To some extent, we’re all caught up in the machine of exploitation. Sometimes I think the financially poor are most likely to work for people without compunctions about selling animals and substances taken from animals, or delivering these items. Fewer resources mean less decision-making power at work.
But in most any job, and regardless of our level of education or income, the tension arises, because the dominator paradigm is everywhere humans operate.
Professional rescuers deal with it too. I know people who take cast-off primates from labs. Often, if the animals are monkeys, a lab will prevent the refuge from naming the lab or talking about what happened there as conditions of the primates’ release. The rescuers acknowledge, and suffer with, their inescapable enabling role.
Every kind of rescue situation (from a household sanctuary to a large nonprofit) has its daily dilemmas. We’re all expected to get used to them. Even though veganism is gaining social recognition, very few roles exist that leave an animal advocate’s ethics unscathed.
Turbulence and Refuge
James LaVeck once told me a commitment to a great cause is a solid foundation to build our inner lives upon, and also one virtually guaranteed to bring turbulence into the course of our lives. Our stress may be endless; but at least it’s explicable.
One thing that would help not just manage our tension but actually relieve it would be safety. The refuge of knowing that when we speak out or when we walk away based on principle, we won’t lose the ability to keep a roof overhead or struggle to pay vet bills.
And that brings me to the key reason why vegans need to support vegans.
Sure, vegans need to be in the world and visible in all kinds of regular contexts. No worries. We are, all the time.
But the more identifiable spaces vegans can make for vegan-run work, the more opportunities vegans will have to find surroundings that celebrate our veganism and sustain us not just as producers, but as vegans.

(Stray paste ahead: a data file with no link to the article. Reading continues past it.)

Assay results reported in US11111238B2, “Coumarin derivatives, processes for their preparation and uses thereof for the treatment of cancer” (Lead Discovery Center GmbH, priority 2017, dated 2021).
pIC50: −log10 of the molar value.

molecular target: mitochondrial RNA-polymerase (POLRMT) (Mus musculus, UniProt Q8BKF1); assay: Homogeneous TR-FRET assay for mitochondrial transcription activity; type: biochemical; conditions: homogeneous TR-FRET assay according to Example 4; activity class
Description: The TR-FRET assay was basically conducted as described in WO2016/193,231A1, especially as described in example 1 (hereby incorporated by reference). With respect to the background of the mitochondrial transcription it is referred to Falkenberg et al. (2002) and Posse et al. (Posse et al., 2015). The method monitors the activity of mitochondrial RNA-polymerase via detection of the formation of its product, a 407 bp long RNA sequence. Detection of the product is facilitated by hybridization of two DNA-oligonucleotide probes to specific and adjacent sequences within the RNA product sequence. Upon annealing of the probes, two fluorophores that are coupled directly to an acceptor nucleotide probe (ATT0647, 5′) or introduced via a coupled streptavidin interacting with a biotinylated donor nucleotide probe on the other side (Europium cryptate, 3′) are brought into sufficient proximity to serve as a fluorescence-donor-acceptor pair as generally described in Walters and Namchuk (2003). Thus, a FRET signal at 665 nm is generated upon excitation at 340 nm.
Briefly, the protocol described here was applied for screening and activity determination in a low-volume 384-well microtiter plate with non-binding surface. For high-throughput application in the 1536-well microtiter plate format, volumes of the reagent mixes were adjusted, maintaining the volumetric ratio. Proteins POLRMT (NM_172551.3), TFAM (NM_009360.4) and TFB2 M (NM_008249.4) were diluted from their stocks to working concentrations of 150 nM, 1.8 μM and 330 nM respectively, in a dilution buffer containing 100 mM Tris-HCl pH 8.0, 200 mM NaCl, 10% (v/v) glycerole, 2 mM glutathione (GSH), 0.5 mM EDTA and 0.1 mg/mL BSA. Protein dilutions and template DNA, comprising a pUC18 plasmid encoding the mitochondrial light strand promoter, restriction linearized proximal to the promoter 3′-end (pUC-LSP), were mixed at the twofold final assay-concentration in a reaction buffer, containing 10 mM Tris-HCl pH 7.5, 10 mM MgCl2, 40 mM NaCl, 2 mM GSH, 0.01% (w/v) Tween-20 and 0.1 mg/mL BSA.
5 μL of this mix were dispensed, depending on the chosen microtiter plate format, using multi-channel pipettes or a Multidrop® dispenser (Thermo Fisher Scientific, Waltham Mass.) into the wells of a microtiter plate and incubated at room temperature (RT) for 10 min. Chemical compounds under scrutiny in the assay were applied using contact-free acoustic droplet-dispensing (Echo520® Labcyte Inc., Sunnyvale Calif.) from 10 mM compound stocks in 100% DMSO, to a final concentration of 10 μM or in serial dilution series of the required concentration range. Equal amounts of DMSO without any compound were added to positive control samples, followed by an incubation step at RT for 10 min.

Vegan-Focused Enterprises Matter. So Do Vegan-Run Enterprises
If a vegan-owned cleaning service succeeds, for example, the benefits will be several:
A vegan-run enterprise will seek ways to avoid toxic chemicals (tested on animals; harsh on the environment; unhealthful for living beings indoors).
As the vegan-run undertaking succeeds, it can make increasingly stronger decisions on fair trade and fair compensation for work.
The entity could sustain one or more vegans, in a decent work environment, where mutual support and even co-operative work relationships can flourish.
We live in a critical time. Weighed down by humanity’s sheer mass, the human obsession for domesticating other life, and people’s addiction-like consumerism, the biosphere faces climate crisis. It faces an ever-worsening extinction period. Humanity’s prints on Earth saturate the water, seep into the rock sediment, and shrink the horns
, antlers, and tusks. The only biosphere we’ve ever known is trapped in the new Anthropocene geological era. We cannot afford to just shut up and sell. We never could.
Many vegans know, but are financially forced to work in places where authentic respect is sidelined, or be economically isolated. Support for vegan-run work is essential. It can diminish our daily fears and tensions, and reinforce our lifetime commitment. It can clear room to enable thought and advocacy from an ever-growing community of vegans.
Feel free to link a vegan-run enterprise, including your own, in the comment section.
Morels Cafe, Louisville, KY: http://morelscafe.com/
Louisville Vegan Jerky: http://lvjco.com